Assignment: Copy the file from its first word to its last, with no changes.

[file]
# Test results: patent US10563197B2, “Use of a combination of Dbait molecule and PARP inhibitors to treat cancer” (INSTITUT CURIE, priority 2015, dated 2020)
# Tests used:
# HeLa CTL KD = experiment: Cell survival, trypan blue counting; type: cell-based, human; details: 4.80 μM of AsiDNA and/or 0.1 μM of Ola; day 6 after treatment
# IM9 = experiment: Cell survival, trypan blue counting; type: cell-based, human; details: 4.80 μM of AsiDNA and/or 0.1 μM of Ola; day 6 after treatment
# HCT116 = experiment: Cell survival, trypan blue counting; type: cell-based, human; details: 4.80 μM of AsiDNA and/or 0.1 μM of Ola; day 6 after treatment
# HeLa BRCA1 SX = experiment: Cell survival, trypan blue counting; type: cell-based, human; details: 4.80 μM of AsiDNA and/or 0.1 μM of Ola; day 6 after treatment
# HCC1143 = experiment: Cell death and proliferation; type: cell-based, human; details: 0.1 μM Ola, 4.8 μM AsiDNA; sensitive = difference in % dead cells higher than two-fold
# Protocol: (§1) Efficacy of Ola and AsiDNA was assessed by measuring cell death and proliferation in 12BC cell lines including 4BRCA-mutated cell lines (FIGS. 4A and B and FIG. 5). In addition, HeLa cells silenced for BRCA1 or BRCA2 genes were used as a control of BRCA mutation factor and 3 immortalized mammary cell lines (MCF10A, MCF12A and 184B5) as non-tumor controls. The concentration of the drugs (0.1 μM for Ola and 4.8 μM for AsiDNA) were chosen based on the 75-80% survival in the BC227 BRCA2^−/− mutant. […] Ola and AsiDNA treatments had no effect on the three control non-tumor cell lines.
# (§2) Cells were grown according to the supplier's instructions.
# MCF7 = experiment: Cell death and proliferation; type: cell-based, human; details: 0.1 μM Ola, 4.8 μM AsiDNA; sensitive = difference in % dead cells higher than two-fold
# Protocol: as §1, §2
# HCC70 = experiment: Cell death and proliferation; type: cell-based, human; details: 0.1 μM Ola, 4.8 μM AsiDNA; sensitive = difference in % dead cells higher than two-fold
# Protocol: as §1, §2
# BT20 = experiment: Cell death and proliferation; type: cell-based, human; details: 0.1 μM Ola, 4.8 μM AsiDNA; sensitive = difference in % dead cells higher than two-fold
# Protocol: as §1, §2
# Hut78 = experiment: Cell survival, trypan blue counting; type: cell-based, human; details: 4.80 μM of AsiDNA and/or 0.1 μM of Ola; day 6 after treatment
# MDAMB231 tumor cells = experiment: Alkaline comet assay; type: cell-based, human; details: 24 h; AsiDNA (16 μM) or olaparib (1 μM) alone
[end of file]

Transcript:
# Test results: patent US10563197B2, “Use of a combination of Dbait molecule and PARP inhibitors to treat cancer” (INSTITUT CURIE, priority 2015, dated 2020)
# Tests used:
# HeLa CTL KD = experiment: Cell survival, trypan blue counting; type: cell-based, human; details: 4.80 μM of AsiDNA and/or 0.1 μM of Ola; day 6 after treatment
# IM9 = experiment: Cell survival, trypan blue counting; type: cell-based, human; details: 4.80 μM of AsiDNA and/or 0.1 μM of Ola; day 6 after treatment
# HCT116 = experiment: Cell survival, trypan blue counting; type: cell-based, human; details: 4.80 μM of AsiDNA and/or 0.1 μM of Ola; day 6 after treatment
# HeLa BRCA1 SX = experiment: Cell survival, trypan blue counting; type: cell-based, human; details: 4.80 μM of AsiDNA and/or 0.1 μM of Ola; day 6 after treatment
# HCC1143 = experiment: Cell death and proliferation; type: cell-based, human; details: 0.1 μM Ola, 4.8 μM AsiDNA; sensitive = difference in % dead cells higher than two-fold
# Protocol: (§1) Efficacy of Ola and AsiDNA was assessed by measuring cell death and proliferation in 12BC cell lines including 4BRCA-mutated cell lines (FIGS. 4A and B and FIG. 5). In addition, HeLa cells silenced for BRCA1 or BRCA2 genes were used as a control of BRCA mutation factor and 3 immortalized mammary cell lines (MCF10A, MCF12A and 184B5) as non-tumor controls. The concentration of the drugs (0.1 μM for Ola and 4.8 μM for AsiDNA) were chosen based on the 75-80% survival in the BC227 BRCA2^−/− mutant. […] Ola and AsiDNA treatments had no effect on the three control non-tumor cell lines.
# (§2) Cells were grown according to the supplier's instructions.
# MCF7 = experiment: Cell death and proliferation; type: cell-based, human; details: 0.1 μM Ola, 4.8 μM AsiDNA; sensitive = difference in % dead cells higher than two-fold
# Protocol: as §1, §2
# HCC70 = experiment: Cell death and proliferation; type: cell-based, human; details: 0.1 μM Ola, 4.8 μM AsiDNA; sensitive = difference in % dead cells higher than two-fold
# Protocol: as §1, §2
# BT20 = experiment: Cell death and proliferation; type: cell-based, human; details: 0.1 μM Ola, 4.8 μM AsiDNA; sensitive = difference in % dead cells higher than two-fold
# Protocol: as §1, §2
# Hut78 = experiment: Cell survival, trypan blue counting; type: cell-based, human; details: 4.80 μM of AsiDNA and/or 0.1 μM of Ola; day 6 after treatment
# MDAMB231 tumor cells = experiment: Alkaline comet assay; type: cell-based, human; details: 24 h; AsiDNA (16 μM) or olaparib (1 μM) alone